While Rama was a lion among men, Ravana was cowardly. Sita reminds him of this fact. Ravana one time took Sita away from Rama, but in a backhanded way. The same Maricha created a diversion, whereby Rama and His younger brother Lakshmana left the hermitage and went out into the woods. Ravana then arrived in disguise and forcibly took Sita back to his kingdom of Lanka.

In the above referenced verse from the Ramayana, Sita refers to both Rama and Lakshmana as lion among men. Ravana, on the other hand, is a coward. He couldn’t face the roar of the lion, so he had to sneak around to get what he wanted. While the clever burglar may take such words to be complimentary, for a king who boasts of his fighting prowess such words are very insulting.

That was Sita’s objective, after all. Helping matters was the fact that her statement was truthful. Nowhere did she exaggerate. She merely pointed to a factual incident from the past, and in so doing she extolled the virtues of her husband and His younger brother. She also exposed the king of Lanka for the coward that he was. There is a famous saying from C.S. Lewis that “Above all else, the devil cannot stand to be mocked.” This means that fiends have no sense of humor at all about themselves, for they inherently understand their inferiority. In being made fun of, their vulnerability in the ego is exposed.

Sita and RamaRavana deserved this, as he had done a horrible thing. Those same lions among men would eventually come to rescue Sita, in the same way that Narasimhadeva saved Hiranyakashipu’s son Prahlada. The same way that Rama protected Vishvamitra’s religious observance, He would protect Sita’s vow of chastity. And today, the same Rama protects the ability of the devoted souls to remain true to their lifelong vow of always chanting the holy names, “Hare Krishna Hare Krishna, Krishna Krishna, Hare Hare, Hare Rama Hare Rama, Rama Rama, Hare Hare.”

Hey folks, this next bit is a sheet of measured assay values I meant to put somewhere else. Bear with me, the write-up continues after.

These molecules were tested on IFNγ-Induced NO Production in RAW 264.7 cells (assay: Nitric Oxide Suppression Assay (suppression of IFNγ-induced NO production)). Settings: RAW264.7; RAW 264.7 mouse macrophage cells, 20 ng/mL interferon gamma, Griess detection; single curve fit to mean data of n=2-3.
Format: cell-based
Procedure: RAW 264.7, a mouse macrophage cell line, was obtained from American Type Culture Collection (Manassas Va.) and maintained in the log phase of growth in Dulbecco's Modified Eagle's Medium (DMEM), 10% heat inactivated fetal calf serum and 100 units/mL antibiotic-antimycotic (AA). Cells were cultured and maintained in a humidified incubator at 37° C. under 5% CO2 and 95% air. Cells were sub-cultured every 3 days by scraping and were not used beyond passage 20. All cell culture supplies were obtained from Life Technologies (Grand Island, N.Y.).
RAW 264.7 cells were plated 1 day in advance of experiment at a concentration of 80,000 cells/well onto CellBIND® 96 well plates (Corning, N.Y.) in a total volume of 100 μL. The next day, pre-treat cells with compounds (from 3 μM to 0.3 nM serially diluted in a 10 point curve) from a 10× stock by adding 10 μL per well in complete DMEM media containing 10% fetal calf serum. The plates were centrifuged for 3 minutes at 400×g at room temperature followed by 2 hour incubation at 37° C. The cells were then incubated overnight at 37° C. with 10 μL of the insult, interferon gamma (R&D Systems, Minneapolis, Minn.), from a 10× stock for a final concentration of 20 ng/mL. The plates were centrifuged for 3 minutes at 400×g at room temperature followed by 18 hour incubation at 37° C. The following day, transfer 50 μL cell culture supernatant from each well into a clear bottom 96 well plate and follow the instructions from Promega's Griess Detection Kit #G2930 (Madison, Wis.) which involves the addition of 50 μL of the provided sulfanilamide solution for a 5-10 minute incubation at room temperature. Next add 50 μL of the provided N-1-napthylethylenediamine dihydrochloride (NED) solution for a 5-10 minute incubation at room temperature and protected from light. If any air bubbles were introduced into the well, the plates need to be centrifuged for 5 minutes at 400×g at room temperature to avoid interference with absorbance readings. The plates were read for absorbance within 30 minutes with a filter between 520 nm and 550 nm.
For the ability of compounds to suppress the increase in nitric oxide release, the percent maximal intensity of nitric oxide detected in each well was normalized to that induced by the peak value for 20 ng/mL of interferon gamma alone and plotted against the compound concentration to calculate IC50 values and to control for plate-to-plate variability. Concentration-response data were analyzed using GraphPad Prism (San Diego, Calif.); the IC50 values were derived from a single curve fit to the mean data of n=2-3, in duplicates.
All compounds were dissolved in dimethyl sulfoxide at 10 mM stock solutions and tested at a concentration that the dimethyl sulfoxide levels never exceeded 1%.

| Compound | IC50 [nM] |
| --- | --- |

In Closing:

Rama and Lakshmana, lions among men,

Coward Ravana afraid of their den.


Only came when ruse to stage,

Took Sita when in guise of sage.


Devil cannot be mocked else above all,

For this reason the incident Sita to recall.


Like with Prahlada and his devotion strong,

Rama eventually to make Lanka’s journey long.

Thursday, November 14, 2013

Land of the Dead

Lord Rama“O Rakshasa, when your Rakshasa army had been killed in Janasthana, turning it into Hatasthana [land of the dead], being powerless you committed this wicked deed.” (Sita Devi, Valmiki Ramayana, Sundara Kand, 21.29-30)

janasthāne hatasthāne nihate rakṣasāṃ bale ||
aśaktena tvayā rakṣaḥ kṛtametadasādhu vai |

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If one has a name that is related to a common object, expression or attribute, it is sometimes fun to make a joke at their expense, taking advantage of the specific name. For instance, if a hockey goaltender has the last name of Quick, if they give up a bad goal, the commentator could say something like, “Quick was too slow on that one. Not as fast as he normally is. Quick seems to be slowing down.” Such comments are made in good fun, but in the verse referenced above the humor is meant to insult a fiendish king in the worst possible way. The lady offering the insults was quite clever indeed, giving a new name to an area previously governed by the fiendish king himself. The new name was not very flattering, as it reminded him of an embarrassing defeat.

The name of the area was Janasthana. In Sanskrit, this means “a place of the people,” or taking it more literally, “a place of the living.” Janasthana is in the Dandaka forest. The area still exists to this day in India, and millions of years ago it was the scene of a terrific battle. There was only one army involved. It consisted of 14,000 of the best fighters in the world. They were capable, strong, and not fearful. They also employed black magic as a primary tactic. Using different skills honed through practice and austerity, these creatures, who were manlike but still ogres in behavior, could change their shapes at will. They could disappear from sight and then reappear suddenly. Keep in mind that there were 14,000 of these fighters in the only army on the battlefield.

Lord RamaBy the way, that entire army was slain. They were defeated not by an opposing army, but by a single man. He didn’t use black magic. He didn’t have to hide from the vision. Everyone could see Him. He was right out in the open. He used His single bow and arrow set to defend Himself. He had done nothing wrong. He wasn’t the aggressor. The aggressor sets the rules in a conflict, but for Rama this isn’t a problem. Previously, His step-mother had turned aggressive and changed the rules for how He would live. Instead of ascending the throne of Ayodhya, following the protocol of succession and taking over for His father King Dasharatha, Rama now had to live in the forest as an ascetic. He could take His bow and arrow with Him, but not much else. His wife Sita came too, as did His younger brother Lakshmana. They did so of their own volition; in fact Rama tried to persuade them in the opposite direction.